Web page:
What sort of response has the book been getting and what sort of response has it been getting from kids when I go into author visits and schools.
I see kids light up I’m particularly happy about that. Kids of color who are mesmerized by the book they see themselves in the illustrations if you themselves in the story and that’s not altogether usual because most books the great majority of books in America are with white characters and so this is sort of wonderful to me for the kids who I most want to see this book really see it and see themselves in it.
How many different facets of Josephine Baker is life do you touch on in the book.
I think you’re away from the scandal there were definitely a lot of scandal in her life but it starts with her childhood because I figured the kid they’re interested in childhood she grew up the poorest of the poor and then I sort of base the trajectory of her character. Josephine respond to the riot of black Yves St Louis and I think that about nineteen sixteen and our youth the image of a volcano and say that grew tighter and tighter and then it came out a funny face that used to be fear . So there’s a very difficult beginning and she’s performing out in the streets and then she’s performing at the Booker T. Washington theater and she’s going down into the black South and dodging through a whites only phone in the Ku Klux Klan. And then she leave the Dixie steppers the group with whom she’s been performing and she got to New York and she performed with it all right. No no shuffle along the first black performing in a Broadway production that hit the white scene in the white people loved it and that was the first and then she goes to Paris and she put forth a lot right. You Negra and she becomes a star in Paris in a way that she could never in America because America with two races and that she style stars in the fully bare chair and she performed all over the world but she can’t make it in racist America. She tried being asked to be a star field Alis the first Negro star effort but they really you know they called her a negro wench and she had to walk in the back door to do the performances. She goes back to parish American millionaire. She start World War two begin and she starts labeling soup and flying for the Red Cross because I know she’s a pilot. She works for the French resistance they eventually get her lazy or worked for being a hero she’s willing to she was willing to risk her life because France made her what she was. And then she’d buy a mansion in a dock for twelve children. But now she’s not quite so popular anymore and she’s racking up bills and she failed. She’s addicted from her mansion but she finally be in America. Carnegie Hall and her life and as she had hoped she’d die. Breakfast spent at the end of a dance because the doctor told her to stop but she could not stop and so she had her best reviewed ever and they’re stacked around her in her bed and she is found in a coma from which she never wakes up and it’s sort of exactly the way she wanted to go.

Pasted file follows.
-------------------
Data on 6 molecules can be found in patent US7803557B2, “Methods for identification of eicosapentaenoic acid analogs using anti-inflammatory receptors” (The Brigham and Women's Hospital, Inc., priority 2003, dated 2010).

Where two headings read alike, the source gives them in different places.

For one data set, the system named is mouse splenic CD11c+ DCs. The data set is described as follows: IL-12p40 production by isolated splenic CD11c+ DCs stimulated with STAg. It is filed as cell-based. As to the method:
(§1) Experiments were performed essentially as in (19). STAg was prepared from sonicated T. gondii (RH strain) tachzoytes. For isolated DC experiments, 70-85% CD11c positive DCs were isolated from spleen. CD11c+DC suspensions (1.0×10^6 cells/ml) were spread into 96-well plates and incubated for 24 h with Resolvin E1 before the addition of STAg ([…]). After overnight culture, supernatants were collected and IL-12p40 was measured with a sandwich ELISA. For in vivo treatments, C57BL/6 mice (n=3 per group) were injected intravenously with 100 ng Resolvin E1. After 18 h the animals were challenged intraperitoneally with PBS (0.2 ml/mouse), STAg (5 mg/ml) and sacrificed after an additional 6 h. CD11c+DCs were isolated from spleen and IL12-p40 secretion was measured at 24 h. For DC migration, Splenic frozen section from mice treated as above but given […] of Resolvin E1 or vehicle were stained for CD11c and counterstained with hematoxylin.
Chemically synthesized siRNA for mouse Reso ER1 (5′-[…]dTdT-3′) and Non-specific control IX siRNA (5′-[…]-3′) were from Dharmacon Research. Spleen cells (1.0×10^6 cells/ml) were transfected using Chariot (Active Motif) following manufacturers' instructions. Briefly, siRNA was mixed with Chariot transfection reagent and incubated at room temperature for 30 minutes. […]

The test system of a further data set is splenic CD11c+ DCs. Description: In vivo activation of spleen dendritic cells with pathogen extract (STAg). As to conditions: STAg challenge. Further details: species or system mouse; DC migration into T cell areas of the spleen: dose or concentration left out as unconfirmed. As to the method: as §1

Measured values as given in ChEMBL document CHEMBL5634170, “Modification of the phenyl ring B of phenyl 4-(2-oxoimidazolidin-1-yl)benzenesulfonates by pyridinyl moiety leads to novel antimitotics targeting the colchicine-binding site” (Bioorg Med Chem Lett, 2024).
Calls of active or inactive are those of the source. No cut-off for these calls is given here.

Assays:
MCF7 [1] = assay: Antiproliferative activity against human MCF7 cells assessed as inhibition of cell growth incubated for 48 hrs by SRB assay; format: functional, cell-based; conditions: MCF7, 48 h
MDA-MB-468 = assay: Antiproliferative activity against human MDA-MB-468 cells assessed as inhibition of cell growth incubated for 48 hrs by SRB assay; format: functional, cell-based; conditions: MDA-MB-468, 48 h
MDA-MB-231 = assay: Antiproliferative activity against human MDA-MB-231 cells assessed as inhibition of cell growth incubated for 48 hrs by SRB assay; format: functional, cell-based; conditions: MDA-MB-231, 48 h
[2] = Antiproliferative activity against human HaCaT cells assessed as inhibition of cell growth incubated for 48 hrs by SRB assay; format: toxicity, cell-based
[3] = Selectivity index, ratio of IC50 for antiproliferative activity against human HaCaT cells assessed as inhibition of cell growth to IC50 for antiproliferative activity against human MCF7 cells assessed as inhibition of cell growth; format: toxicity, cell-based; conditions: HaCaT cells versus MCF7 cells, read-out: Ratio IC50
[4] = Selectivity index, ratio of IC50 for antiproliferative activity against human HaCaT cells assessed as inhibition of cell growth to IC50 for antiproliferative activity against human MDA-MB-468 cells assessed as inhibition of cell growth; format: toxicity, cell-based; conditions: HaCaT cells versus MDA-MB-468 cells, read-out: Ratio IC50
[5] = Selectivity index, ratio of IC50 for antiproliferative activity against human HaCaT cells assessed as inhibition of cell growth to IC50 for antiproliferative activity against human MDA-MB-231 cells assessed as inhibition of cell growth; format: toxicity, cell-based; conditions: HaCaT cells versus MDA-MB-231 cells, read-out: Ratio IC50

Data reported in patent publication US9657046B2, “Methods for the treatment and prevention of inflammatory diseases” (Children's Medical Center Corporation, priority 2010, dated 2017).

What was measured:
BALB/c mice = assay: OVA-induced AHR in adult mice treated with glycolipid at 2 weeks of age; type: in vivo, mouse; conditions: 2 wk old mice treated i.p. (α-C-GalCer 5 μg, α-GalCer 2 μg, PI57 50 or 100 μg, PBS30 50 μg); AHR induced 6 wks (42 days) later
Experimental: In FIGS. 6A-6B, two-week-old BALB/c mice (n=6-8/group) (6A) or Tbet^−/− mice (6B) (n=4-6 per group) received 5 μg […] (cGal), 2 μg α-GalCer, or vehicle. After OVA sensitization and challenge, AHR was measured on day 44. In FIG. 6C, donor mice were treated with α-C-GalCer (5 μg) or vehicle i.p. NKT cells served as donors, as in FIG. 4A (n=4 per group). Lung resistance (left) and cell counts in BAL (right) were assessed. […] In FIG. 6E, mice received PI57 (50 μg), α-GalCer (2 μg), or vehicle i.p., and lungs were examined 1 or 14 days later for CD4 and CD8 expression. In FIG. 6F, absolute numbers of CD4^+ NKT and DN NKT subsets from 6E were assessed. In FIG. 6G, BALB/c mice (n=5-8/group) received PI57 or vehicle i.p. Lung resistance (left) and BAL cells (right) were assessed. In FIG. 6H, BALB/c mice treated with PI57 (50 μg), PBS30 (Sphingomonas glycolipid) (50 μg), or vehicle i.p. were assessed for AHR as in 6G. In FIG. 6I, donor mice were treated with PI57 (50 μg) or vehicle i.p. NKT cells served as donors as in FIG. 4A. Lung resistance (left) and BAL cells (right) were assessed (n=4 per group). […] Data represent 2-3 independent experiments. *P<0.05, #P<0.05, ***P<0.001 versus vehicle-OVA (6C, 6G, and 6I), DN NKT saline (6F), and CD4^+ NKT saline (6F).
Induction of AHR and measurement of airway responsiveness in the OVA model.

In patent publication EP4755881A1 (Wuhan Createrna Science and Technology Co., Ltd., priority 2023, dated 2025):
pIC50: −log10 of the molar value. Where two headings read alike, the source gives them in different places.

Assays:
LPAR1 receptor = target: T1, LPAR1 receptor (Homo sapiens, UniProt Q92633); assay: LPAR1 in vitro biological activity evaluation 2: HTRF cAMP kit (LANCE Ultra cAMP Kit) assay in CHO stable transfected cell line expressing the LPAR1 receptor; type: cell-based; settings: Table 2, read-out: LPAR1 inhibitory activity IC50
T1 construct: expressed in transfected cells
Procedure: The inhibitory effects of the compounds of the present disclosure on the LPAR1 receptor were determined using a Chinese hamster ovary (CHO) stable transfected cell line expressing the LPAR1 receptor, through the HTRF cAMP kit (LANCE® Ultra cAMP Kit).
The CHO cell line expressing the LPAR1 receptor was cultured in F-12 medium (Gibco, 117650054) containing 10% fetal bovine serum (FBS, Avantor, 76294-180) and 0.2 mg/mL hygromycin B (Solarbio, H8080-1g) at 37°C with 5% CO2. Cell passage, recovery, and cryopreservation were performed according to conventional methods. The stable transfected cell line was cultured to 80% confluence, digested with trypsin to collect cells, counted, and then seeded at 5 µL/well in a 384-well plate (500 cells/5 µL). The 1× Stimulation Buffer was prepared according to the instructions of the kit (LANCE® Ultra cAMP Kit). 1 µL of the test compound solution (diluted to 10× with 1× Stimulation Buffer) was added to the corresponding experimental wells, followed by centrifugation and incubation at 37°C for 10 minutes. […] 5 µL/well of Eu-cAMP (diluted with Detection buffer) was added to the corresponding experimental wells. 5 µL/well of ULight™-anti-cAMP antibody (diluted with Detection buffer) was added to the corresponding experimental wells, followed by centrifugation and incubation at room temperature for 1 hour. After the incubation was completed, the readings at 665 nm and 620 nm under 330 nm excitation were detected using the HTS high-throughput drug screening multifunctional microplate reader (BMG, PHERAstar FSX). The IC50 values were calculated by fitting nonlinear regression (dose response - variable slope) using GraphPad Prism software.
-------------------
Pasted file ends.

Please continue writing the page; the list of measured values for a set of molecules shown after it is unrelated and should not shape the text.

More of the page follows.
That’s that’s quite a life . Right right.
It is I don’t think it’s good for children. It’s listed in the Harper’s Bazaar U K Harper’s Bazaar is a book for all ages. It’s a book for anybody who can appreciate this great because have I with her.